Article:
Drug exposure in a metastatic human lung adenocarcinoma cell line gives rise to cells with differing adhesion, proliferation, and gene expression: Implications for cancer chemotherapy
- Huiling Li
- Jianxing He
- Nanshan Zhong
- Robert M. Hoffman
Affiliations: Department of Respiratory, Hainan Branch of PLA Hospital, Sanya, Hainan 572000, P.R. China, Department of Surgery, University of California, San Diego, CA 92111, USA
- Published online on: May 25, 2015 https://doi.org/10.3892/mmr.2015.3837
Copyright: © Li
et al. This is an open access article distributed under the
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Commons Attribution License [CC BY_NC 3.0].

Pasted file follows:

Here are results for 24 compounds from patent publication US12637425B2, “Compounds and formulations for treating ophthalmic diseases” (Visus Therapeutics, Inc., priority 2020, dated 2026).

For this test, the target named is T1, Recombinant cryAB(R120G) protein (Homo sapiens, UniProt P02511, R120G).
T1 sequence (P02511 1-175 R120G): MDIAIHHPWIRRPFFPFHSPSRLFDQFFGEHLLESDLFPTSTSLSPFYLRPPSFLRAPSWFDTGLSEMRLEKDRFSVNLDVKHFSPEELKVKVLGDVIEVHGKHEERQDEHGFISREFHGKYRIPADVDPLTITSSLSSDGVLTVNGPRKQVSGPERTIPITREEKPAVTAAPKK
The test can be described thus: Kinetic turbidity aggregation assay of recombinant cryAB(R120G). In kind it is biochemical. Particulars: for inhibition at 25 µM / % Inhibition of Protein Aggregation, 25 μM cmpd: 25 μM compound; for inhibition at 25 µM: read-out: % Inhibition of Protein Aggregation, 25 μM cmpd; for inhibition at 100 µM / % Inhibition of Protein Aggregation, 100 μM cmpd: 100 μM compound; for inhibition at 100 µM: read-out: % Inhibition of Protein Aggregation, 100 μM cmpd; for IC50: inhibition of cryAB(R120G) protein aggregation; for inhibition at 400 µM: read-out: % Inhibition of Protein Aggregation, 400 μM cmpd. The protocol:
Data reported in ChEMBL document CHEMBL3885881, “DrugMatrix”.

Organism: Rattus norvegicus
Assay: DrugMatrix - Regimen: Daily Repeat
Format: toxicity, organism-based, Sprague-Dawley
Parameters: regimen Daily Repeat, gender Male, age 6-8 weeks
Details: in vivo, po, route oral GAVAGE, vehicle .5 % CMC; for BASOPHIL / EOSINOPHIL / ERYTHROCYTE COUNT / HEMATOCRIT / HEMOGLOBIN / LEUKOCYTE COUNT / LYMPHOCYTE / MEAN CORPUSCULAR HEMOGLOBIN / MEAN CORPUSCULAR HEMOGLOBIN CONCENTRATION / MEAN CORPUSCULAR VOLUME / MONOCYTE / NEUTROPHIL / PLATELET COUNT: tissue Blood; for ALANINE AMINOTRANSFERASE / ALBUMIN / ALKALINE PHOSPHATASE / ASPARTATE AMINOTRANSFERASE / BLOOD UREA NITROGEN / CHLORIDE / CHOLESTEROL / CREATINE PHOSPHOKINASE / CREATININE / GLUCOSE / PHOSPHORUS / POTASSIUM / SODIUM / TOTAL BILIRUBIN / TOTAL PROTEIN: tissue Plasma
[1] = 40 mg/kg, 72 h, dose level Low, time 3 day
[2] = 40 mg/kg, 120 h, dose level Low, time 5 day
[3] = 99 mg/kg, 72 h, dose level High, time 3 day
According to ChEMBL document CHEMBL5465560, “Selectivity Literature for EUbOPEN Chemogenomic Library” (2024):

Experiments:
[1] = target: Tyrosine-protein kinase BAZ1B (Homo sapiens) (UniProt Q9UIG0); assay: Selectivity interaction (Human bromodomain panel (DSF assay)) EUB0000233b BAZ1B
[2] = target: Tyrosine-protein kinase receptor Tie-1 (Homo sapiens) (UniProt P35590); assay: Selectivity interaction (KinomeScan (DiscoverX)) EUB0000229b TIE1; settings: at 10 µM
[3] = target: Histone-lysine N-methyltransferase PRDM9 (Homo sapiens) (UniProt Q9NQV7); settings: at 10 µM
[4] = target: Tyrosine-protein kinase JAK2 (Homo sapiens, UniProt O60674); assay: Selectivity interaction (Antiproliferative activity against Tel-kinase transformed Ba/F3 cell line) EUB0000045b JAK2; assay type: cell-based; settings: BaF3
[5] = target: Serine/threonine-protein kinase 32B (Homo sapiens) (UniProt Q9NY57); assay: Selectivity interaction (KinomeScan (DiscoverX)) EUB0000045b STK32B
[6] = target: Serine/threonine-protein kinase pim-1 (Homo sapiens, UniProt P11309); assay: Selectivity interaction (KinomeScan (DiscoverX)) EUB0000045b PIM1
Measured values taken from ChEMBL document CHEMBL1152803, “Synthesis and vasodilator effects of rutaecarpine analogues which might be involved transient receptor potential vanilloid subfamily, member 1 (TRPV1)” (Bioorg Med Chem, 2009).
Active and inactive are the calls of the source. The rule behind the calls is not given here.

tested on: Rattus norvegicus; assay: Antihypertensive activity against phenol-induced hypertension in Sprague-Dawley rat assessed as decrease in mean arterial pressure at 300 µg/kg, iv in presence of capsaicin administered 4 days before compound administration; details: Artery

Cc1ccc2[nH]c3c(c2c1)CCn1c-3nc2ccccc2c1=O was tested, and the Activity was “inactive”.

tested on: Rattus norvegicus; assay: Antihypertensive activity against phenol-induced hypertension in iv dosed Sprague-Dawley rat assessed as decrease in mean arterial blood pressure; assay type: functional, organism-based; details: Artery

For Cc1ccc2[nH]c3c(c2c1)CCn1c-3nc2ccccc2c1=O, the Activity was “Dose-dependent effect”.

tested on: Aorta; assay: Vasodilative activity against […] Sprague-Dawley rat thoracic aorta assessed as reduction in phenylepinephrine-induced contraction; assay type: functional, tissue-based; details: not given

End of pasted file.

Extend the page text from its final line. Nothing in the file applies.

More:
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The Am1010 cell line was previously established from a metastatic deposit in an arm muscle from a patient with lung adenocarcinoma who had undergone four cycles of chemotherapy with cisplatin and taxol. Am1010 cells were labeled with red fluorescent protein or green fluorescent protein. A total of eight sublines were isolated following in vitro exposure to cisplatin or taxol. The sublines differed with regard to their adhesion and proliferation properties, with certain sublines exhibiting an increased proliferation rate and/or decreased surface adhesion. Gene expression assays demonstrated that tenascin C; cyclin D1; collagen, type 1, α2; integrin α1; related RAS viral (r‑ras) oncogene homolog 2; platelet‑derived growth factor C; and Src homolog 2 domain containing in the focal adhesion pathway, and intercellular adhesion molecule 1, F11 receptor, claudin 7 and cadherin 1 in the cell adhesion pathway, varied in expression among the sublines. The results of the present study suggested that drug exposure may alter the aggressiveness and metastatic potential of cancer cells, which has important implications for cancer chemotherapy.